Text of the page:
Yankees and Indians: Historic Rivalry Between Two Historic Teams

Wednesday’s Cleveland Indians game against the New York Yankees was not the first time I had witnessed these two teams battle it out in person. It was the third time I have seen these two teams that have a unique history between each other battle it out and it was the second time I had seen the Indians lose to the Bronx Bombers as they dropped the game 8-1.

As Yankees third baseman Alex Rodriguez stepped up to the plate for his first at bat, many of the Yankees fans in the stands wanted to see  him belt his 600th home run. Those cheering on the Indians did not want to see Rodriguez reach the feat in Progressive Field.

As A-Rod (as they call him), stepped into the batters box, I couldn’t help how so many games and battles on and off the field between these two teams have produced several unforgettable moments in baseball history.

The Yankees and the Indians don’t play each other often during the regular season but there is a lot of history between these two teams. Both have had multiple Hall of Famers, both have had owners who have turned things around after dark times (the late George Steinbrenner for the Yankees and the late Dick Jacobs for the Indians in the mid-90s) and were American League powerhouses in the 90s and in the “golden age” of the 40s and 50s. These matchups have produced several lasting moments between the two teams that will never be forgotten.

Starting with the 1920s, matchups between the Indians and the Yankees were big events and history was made at League Park (where the Indians first called home) when the two teams played on August 11th, 1929. On that date, Yankees slugger and baseball legend belted his 500th career home run, becoming the first ever player in Major League history to do so. This may have been one of the first historic moments that occurred between these two teams and it wasn’t the last.

Years later, League Park would become the site of another historic moment between the Indians and the Yankees as Yankees outfielder Joe Dimaggio hit in his 56th straight game on July 16th, 1941. The streak would end a night later at Cleveland Municipal Stadium (the Indians used this venue sparingly until they moved in for good after the 1946 season). Dimaggio’s hit streak has still yet to be broken but the roots and the night it ended happened between a matchup with the Indians and the Yankees.

The Indians went through what is called “The Curse of Rocky Colavito” and were among the American League’s worst teams from 1960-1993 but that did not stop the historic moments between the two teams. The late George Steinbrenner, a Clevelander, tried purchasing the Indians in the 1970s but lost out on the sale. Steinbrenner turned his interests to the New York Yankees and after successfully purchasing them, turned them into winners. Speculation of what Steinbrenner could have done had he purchased the Indians instead of the Yankees is still debated but it was the Yankees who often came out on top during the 1970s as a result of his leadership.

To Indians fans, the fact that Steinbrenner lost out on buying the Tribe has been debated as a curse itself and is another thorn in the Yankees and Indians rivalry.

Even when the Indians were not contenders, the Tribe managed to surprise and embarrass the Yankees on certain occasions. On July 8th, 2003, then Indians starter Billy Traber, who currently has a career record of 12-14, pitched a one-hit shutout against the Yankees at Progressive Field. Traber’s career with the Indians was not as bright as that night he took the mound but shutting down a lineup that included Jorge Posada, Derek Jeter, Jason Giambi (before too many steroids) and several others was impressive and embarrassing to a strong Yankees lineup.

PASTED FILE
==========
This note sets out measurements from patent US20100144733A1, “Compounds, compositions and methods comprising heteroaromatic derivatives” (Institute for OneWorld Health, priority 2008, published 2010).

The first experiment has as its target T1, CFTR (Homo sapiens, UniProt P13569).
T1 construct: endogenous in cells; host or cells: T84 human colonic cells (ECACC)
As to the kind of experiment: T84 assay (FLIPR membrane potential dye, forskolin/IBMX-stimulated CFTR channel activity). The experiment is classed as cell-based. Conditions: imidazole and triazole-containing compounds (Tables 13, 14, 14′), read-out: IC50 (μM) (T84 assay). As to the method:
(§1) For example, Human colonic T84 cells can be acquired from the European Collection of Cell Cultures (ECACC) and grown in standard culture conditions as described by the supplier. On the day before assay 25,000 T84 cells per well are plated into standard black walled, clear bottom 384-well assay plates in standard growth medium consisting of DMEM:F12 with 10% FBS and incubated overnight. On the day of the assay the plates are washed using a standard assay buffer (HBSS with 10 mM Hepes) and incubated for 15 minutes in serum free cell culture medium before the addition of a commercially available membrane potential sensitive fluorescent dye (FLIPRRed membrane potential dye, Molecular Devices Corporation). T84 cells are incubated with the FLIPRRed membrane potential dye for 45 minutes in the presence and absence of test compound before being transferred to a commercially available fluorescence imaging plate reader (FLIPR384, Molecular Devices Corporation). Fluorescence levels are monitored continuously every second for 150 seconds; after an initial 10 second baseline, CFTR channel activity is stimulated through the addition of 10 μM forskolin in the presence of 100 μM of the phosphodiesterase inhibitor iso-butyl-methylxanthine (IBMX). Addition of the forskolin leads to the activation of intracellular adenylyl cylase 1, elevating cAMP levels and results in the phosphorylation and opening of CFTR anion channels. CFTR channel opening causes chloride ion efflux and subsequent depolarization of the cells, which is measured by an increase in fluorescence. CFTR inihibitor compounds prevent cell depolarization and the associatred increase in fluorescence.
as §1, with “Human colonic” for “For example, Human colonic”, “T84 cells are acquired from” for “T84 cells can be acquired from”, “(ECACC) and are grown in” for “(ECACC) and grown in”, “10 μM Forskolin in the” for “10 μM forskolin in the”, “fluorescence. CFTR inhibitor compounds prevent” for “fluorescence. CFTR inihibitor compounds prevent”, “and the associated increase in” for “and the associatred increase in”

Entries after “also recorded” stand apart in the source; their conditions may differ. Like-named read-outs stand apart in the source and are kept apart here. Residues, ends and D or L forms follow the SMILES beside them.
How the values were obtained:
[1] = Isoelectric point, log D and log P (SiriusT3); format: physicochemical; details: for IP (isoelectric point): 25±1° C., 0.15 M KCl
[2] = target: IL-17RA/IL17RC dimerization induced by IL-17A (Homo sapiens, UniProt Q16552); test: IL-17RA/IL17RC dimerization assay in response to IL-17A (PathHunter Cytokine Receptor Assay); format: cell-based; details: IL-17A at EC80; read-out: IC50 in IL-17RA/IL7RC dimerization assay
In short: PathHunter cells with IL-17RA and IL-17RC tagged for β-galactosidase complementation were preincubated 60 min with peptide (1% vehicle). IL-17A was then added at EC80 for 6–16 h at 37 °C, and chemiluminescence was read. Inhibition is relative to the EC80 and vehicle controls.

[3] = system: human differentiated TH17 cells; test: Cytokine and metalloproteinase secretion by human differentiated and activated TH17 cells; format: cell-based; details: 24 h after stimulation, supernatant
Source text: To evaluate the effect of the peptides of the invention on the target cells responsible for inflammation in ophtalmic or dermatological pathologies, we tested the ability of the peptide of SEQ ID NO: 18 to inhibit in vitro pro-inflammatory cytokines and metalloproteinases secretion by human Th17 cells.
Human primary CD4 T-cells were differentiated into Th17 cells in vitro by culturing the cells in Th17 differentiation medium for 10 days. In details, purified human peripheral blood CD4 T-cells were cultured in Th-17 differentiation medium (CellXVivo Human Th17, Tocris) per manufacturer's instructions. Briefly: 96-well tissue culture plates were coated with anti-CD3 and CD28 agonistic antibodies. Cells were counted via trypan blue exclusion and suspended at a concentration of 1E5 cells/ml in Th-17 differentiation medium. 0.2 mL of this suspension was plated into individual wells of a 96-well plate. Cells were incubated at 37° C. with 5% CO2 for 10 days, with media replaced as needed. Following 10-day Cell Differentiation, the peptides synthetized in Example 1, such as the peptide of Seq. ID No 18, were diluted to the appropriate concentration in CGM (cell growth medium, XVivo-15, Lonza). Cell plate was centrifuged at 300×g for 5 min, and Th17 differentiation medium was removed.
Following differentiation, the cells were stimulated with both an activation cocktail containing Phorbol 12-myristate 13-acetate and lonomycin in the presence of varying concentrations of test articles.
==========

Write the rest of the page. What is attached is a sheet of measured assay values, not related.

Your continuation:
A year later, the Indians pulled off a 22-0 victory over the Yankees, which was one of the worst defeats in the history of the Bronx Bombers. That 2004 Indians team blew more then 20 saves and were not contenders like the Yankees were.

When the Indians did contend in 2007, they managed to take down a strong Yankees team in the American League Divisional Series that was memorable for insects that many Yankees players thought gave the Indians an advantage. Midges, were infested the field during Game Two of the series, bothered many of the Yankees players including pitcher Joba Chamberlin while the Indians didn’t mind at all. Despite numerous attempts to utilize bug spray to thwart off the pests (in reality, experts claim the spray made the problem worse), the Yankees clearly lost their focus and the Indians took the momentum in the series. The Indians had no control over the midges but they ended up upsetting a Yankees team and their fans by eliminating them from the playoffs that season.

During 2009, the Indians spoiled the Yankees Opening Day at the New Yankee Stadium as they defeated the Bronx Bombers on April 16th, 2009. Then Indians pitcher Cliff Lee earned the first ever victory for a pitcher inside the park.

There is no doubt the Yankees have handed the Indians some embarrassing losses and it came when the Yankees visited the Indians during the 2010 season. The Yankees forced Indians starter Fausto Carmona out of the game by the third inning on July 28th and the Indians were forced to use third baseman Andy Marte a day later after the Indians bullpen was depleted and overused. Even though Marte struck out Yankees right fielder Nick Swisher, the fact that Marte had to pitch in the first place was a good sign the Indians were not having a good week at the office.

Even though the Indians and the Yankees are on two opposite ends of the win spectrum this season, there is no doubt there is history between the two franchises. Matchups on and off the field have produced several historic moments between the two clubs with many more yet to come.


~ by jeffrsabo on July 31, 2010.

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